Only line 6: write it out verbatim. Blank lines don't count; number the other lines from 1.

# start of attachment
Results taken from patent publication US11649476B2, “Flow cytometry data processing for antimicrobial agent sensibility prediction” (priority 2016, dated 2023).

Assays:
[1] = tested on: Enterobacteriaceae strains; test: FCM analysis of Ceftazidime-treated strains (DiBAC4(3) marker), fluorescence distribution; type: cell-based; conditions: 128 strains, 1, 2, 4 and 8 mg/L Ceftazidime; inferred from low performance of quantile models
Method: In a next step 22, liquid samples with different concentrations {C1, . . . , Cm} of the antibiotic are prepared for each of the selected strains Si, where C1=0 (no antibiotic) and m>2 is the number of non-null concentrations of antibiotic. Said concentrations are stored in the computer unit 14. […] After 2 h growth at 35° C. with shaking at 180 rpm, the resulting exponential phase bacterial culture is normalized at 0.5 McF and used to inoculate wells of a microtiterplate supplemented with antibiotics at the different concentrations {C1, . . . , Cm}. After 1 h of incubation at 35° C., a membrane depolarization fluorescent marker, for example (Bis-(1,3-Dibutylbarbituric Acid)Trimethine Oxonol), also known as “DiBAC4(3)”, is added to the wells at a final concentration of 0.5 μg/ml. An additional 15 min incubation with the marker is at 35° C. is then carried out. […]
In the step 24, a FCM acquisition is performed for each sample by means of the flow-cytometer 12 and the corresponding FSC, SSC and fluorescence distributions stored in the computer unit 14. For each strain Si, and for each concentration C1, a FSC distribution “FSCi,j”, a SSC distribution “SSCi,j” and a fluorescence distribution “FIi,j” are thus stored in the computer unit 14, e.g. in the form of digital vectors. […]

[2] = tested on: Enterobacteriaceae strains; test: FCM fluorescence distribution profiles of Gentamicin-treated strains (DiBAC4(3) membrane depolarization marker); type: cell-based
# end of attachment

[2] = tested on: Enterobacteriaceae strains; test: FCM fluorescence distribution profiles of Gentamicin-treated strains (DiBAC4(3) membrane depolarization marker); type: cell-based